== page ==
Located in Japan’s Ehime Prefecture, Hiiragi’s House sits on a plot containing a tree that has been nurtured by several generations of the owner’s family.
Okuno wanted the new house to emphasise the importance of this tree, so his studio designed the new house as a modern reinterpretation of a traditional courtyard residence.
The aim was to make the most of the connection between indoor and outdoor spaces.
The use of clean lines, minimal decoration and the incorporation of functional elements into the structure lend the house a simplicity that recalls historical Japanese architecture.
According to the architect, the main aims of the project were: “Respecting ancestors, cherishing the present, and connecting to the future,” as well as “imparting the message of austerity into the free and flexible living space of today”.
The house’s entrance leads into a simple hallway, where a large window directly in front frames a view of the courtyard and tree.
To the right of the reception space is a two-storey wing containing the main living area with bedrooms above.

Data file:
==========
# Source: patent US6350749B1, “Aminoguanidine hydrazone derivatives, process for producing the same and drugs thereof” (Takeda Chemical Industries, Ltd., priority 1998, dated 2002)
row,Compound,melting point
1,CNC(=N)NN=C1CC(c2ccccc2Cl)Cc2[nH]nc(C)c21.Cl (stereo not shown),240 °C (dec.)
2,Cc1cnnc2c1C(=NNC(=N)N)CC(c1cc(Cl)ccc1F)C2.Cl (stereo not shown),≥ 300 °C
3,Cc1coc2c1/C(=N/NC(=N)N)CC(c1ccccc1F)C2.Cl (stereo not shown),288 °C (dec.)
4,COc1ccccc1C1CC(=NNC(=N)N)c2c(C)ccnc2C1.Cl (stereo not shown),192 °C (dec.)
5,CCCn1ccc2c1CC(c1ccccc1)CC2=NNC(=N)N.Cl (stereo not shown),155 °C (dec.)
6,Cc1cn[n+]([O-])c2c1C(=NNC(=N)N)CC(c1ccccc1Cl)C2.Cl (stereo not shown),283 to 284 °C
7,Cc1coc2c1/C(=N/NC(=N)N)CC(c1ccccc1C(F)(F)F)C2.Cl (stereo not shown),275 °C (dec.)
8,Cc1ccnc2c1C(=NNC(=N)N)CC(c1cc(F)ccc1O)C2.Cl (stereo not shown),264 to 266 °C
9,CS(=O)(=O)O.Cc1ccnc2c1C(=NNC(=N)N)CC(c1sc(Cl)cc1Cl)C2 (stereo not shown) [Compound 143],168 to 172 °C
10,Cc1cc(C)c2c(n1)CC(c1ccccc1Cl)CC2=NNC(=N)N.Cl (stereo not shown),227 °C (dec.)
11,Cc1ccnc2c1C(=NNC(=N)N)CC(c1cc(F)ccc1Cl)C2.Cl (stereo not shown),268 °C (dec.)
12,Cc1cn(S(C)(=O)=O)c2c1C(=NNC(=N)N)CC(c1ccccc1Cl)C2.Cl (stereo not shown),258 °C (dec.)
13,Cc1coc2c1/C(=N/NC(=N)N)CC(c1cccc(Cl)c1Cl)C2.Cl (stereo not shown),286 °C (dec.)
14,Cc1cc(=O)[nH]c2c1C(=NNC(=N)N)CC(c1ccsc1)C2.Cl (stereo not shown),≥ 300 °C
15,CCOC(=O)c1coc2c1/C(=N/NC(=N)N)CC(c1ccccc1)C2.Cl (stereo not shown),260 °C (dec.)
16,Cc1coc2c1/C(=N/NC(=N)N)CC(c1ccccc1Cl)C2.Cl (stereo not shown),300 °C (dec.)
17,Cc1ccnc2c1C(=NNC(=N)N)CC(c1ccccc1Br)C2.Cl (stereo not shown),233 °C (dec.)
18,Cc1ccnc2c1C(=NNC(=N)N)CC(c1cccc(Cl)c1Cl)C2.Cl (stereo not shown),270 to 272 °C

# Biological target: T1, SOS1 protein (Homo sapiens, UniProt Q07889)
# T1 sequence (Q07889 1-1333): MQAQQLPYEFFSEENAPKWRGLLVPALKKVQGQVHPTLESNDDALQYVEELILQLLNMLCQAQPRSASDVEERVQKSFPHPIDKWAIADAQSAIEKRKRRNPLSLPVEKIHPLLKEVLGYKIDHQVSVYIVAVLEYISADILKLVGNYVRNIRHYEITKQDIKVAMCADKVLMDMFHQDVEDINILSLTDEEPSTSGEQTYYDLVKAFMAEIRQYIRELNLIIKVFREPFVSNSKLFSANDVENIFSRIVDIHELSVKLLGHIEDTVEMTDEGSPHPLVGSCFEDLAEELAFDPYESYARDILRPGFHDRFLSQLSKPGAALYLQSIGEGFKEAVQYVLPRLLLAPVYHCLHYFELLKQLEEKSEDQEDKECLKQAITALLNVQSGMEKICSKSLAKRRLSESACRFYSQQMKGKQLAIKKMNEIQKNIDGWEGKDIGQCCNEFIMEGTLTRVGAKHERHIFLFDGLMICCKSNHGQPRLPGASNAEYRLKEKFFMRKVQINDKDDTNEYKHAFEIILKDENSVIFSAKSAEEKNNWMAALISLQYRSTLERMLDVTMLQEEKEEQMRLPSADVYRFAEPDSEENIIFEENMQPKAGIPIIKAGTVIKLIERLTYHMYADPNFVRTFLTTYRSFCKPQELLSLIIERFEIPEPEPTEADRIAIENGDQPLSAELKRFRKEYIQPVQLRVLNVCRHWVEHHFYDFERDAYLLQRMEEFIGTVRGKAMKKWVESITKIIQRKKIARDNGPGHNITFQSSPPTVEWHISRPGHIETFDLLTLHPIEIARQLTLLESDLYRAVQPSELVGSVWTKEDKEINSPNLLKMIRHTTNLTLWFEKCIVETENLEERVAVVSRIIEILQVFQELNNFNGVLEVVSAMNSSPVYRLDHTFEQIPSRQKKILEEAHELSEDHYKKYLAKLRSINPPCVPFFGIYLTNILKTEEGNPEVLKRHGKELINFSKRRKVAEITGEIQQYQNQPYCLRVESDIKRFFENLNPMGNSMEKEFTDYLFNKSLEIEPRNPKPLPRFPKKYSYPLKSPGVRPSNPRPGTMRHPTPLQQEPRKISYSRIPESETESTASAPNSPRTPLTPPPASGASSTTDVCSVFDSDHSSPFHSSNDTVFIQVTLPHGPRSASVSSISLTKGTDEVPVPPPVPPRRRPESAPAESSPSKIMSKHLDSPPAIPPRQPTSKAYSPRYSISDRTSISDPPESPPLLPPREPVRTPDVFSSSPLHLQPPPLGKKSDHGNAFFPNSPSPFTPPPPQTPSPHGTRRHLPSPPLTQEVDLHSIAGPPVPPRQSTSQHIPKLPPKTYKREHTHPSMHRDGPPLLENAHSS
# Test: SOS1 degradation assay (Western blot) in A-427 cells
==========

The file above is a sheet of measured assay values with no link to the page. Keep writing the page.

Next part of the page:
The open-plan living room is arranged around a wood-burning stove, which separates a lounge on one side from the kitchen and dining space on the other.
The double-height room looks out onto the courtyard through full-height glazing, with built-in sliding doors providing direct access to an outdoor deck.
“The living area is designed for the family’s daily activities,” Okuno added. “It is created with finishing and details that give a sense of softness to accommodate everyday life.”
Stairs ascend from the lounge space to a first-floor corridor overlooking the room below. Clerestory windows allow light to filter in, while ventilation grilles ensure air is able to circulate and escape.
To the left of the entrance is a traditional Japanese room that can be used as a guest room. The space’s layout and proportions are informed by the standard dimensions of the tatami mats used for the flooring.
The room combines traditional elements with a modern, minimalist aesthetic intended to focus attention on the view through a low-level corner window next to the typical tokonoma alcove.
The space is also partially lined with screens made from traditional washi paper, including one wall that can be retracted to provide access to the central courtyard.
In addition to the washi-paper screens and timber structure, natural materials are applied throughout the house to create a healthier and more welcoming environment.
Photography is by Shigeo Ogawa.
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